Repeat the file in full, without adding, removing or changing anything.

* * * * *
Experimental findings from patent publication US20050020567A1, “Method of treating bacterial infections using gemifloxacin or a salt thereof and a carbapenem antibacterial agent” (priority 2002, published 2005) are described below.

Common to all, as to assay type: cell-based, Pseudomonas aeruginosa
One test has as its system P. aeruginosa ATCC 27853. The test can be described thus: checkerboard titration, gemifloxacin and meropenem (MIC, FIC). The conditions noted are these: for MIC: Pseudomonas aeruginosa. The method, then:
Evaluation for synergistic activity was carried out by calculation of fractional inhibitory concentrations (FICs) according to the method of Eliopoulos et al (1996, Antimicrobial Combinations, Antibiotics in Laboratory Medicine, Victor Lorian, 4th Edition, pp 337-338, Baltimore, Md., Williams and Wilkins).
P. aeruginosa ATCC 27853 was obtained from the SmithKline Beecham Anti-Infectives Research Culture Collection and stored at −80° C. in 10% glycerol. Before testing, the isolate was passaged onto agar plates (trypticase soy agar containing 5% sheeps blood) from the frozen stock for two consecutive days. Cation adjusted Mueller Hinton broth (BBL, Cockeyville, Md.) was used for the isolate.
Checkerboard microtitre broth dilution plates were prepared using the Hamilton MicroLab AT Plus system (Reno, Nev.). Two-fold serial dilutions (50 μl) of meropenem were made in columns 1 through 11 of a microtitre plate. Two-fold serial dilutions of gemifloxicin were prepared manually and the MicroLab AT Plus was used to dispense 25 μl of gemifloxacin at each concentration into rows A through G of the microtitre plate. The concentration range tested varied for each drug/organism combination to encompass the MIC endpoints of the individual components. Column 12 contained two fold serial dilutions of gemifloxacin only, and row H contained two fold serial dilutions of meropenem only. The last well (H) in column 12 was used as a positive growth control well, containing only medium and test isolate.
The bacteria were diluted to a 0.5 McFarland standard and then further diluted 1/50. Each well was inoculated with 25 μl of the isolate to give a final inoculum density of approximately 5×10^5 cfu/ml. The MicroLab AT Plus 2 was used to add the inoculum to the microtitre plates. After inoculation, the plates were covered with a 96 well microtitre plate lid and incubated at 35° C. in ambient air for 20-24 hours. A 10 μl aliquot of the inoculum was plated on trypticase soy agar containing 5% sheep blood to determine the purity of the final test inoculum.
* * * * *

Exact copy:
Experimental findings from patent publication US20050020567A1, “Method of treating bacterial infections using gemifloxacin or a salt thereof and a carbapenem antibacterial agent” (priority 2002, published 2005) are described below.

Common to all, as to assay type: cell-based, Pseudomonas aeruginosa
One test has as its system P. aeruginosa ATCC 27853. The test can be described thus: checkerboard titration, gemifloxacin and meropenem (MIC, FIC). The conditions noted are these: for MIC: Pseudomonas aeruginosa. The method, then:
Evaluation for synergistic activity was carried out by calculation of fractional inhibitory concentrations (FICs) according to the method of Eliopoulos et al (1996, Antimicrobial Combinations, Antibiotics in Laboratory Medicine, Victor Lorian, 4th Edition, pp 337-338, Baltimore, Md., Williams and Wilkins).
P. aeruginosa ATCC 27853 was obtained from the SmithKline Beecham Anti-Infectives Research Culture Collection and stored at −80° C. in 10% glycerol. Before testing, the isolate was passaged onto agar plates (trypticase soy agar containing 5% sheeps blood) from the frozen stock for two consecutive days. Cation adjusted Mueller Hinton broth (BBL, Cockeyville, Md.) was used for the isolate.
Checkerboard microtitre broth dilution plates were prepared using the Hamilton MicroLab AT Plus system (Reno, Nev.). Two-fold serial dilutions (50 μl) of meropenem were made in columns 1 through 11 of a microtitre plate. Two-fold serial dilutions of gemifloxicin were prepared manually and the MicroLab AT Plus was used to dispense 25 μl of gemifloxacin at each concentration into rows A through G of the microtitre plate. The concentration range tested varied for each drug/organism combination to encompass the MIC endpoints of the individual components. Column 12 contained two fold serial dilutions of gemifloxacin only, and row H contained two fold serial dilutions of meropenem only. The last well (H) in column 12 was used as a positive growth control well, containing only medium and test isolate.
The bacteria were diluted to a 0.5 McFarland standard and then further diluted 1/50. Each well was inoculated with 25 μl of the isolate to give a final inoculum density of approximately 5×10^5 cfu/ml. The MicroLab AT Plus 2 was used to add the inoculum to the microtitre plates. After inoculation, the plates were covered with a 96 well microtitre plate lid and incubated at 35° C. in ambient air for 20-24 hours. A 10 μl aliquot of the inoculum was plated on trypticase soy agar containing 5% sheep blood to determine the purity of the final test inoculum.